To start with, when you make a jig you should gather all the necessary materials. The basics are lead, a melting pot, jig molds, jig hooks, powder paint, heat gun, and a long pair of pliers.

When making jigs, be sure that you are using a flat surface in a well-ventilated area, because part of the process involves melting the lead in the melting pot. Lead creates poisonous fumes that can affect not only you but those around you as well. Also, when you melt the lead it will create a poisonous layer on the top that will need to be skimmed off.

First, you need to plug in the melting pot and melt the lead. Once the lead is melting, place the hook into your jig mold. Next, you will put the mold underneath the melting pot and slowly dispense the lead into the mold. Be careful not to fill it all the way to the top. You’ll also want to move slowly and carefully to avoid burns.

Next, you will open the mold and remove the jig hook with pliers as the head of the jig will still be extremely hot. After you have removed it, set it aside to cool.

Once cooled, you can begin to make your jig look a little bit nicer. Take a pair of pliers and peel any excess lead off of the jig base. Once the jig is smooth, the next step is to get the heat gun out and reheat the lead. You do not want to melt the lead, you just want it hot enough to make the paint stay.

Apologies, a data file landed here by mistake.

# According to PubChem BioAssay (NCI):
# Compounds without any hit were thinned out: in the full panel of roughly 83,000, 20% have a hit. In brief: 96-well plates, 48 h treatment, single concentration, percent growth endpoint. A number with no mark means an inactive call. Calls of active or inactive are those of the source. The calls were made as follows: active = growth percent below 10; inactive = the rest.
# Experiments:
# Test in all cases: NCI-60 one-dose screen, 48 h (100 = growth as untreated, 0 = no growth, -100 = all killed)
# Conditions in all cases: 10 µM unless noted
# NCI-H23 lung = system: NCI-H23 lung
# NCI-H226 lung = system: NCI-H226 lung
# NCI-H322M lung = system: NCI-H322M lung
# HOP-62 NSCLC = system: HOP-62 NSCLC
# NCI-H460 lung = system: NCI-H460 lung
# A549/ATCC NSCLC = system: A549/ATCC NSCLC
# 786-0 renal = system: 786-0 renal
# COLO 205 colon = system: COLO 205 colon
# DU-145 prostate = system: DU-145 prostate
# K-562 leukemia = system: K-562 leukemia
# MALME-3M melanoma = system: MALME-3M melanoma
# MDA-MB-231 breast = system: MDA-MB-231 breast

Once heated, dip the head of the jig into the powder paint. Be sure to shake off the excess paint before it drys. Powder paint typically drys extremely fast, so you won’t have to worry about making a mess.

Now it’s time to put the flashy materials on the jigs. We will start by putting on the weed guard and selecting the skirt that will best cover the hook. Lastly, put on the skirt. Once the skirt is on, feel free to start fishing.

Related Questions

What type of fish can I catch jigging? Jigging uses such a wide range of technique that it can really be used to catch anything you want. However, it is mainly used to target deep-swimming and bottom-dwelling fish. These fish tend to attack prey.

What kind of water is required to jig? Jigging can be done in any water. It can be used in saltwater, freshwater, and can even be used as a technique  in ice fishing.

Do longer fishing rods cast further? The benefit of having a long rod is that it will give you a longer cast. However, you can still have the same effect if you use more power and a shorter rod.

Tim Butala

My name is Tim and I have been a fisherman my whole life. My favorite fish to go after is a Striped Bass.